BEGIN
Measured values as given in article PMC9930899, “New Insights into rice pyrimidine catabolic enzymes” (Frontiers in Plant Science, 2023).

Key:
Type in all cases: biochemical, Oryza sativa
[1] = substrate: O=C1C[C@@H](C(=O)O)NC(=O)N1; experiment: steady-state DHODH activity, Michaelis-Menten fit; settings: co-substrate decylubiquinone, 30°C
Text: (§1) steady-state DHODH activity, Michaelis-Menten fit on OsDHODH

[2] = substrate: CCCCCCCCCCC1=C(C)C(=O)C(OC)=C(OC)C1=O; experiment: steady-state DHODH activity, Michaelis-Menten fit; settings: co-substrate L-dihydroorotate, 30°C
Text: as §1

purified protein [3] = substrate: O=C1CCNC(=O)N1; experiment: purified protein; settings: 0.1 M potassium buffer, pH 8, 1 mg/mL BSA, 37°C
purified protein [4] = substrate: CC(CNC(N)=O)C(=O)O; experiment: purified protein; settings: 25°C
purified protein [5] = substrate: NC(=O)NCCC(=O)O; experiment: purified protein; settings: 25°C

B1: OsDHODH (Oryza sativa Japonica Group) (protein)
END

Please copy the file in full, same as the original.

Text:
Measured values as given in article PMC9930899, “New Insights into rice pyrimidine catabolic enzymes” (Frontiers in Plant Science, 2023).

Key:
Type in all cases: biochemical, Oryza sativa
[1] = substrate: O=C1C[C@@H](C(=O)O)NC(=O)N1; experiment: steady-state DHODH activity, Michaelis-Menten fit; settings: co-substrate decylubiquinone, 30°C
Text: (§1) steady-state DHODH activity, Michaelis-Menten fit on OsDHODH

[2] = substrate: CCCCCCCCCCC1=C(C)C(=O)C(OC)=C(OC)C1=O; experiment: steady-state DHODH activity, Michaelis-Menten fit; settings: co-substrate L-dihydroorotate, 30°C
Text: as §1

purified protein [3] = substrate: O=C1CCNC(=O)N1; experiment: purified protein; settings: 0.1 M potassium buffer, pH 8, 1 mg/mL BSA, 37°C
purified protein [4] = substrate: CC(CNC(N)=O)C(=O)O; experiment: purified protein; settings: 25°C
purified protein [5] = substrate: NC(=O)NCCC(=O)O; experiment: purified protein; settings: 25°C

B1: OsDHODH (Oryza sativa Japonica Group) (protein)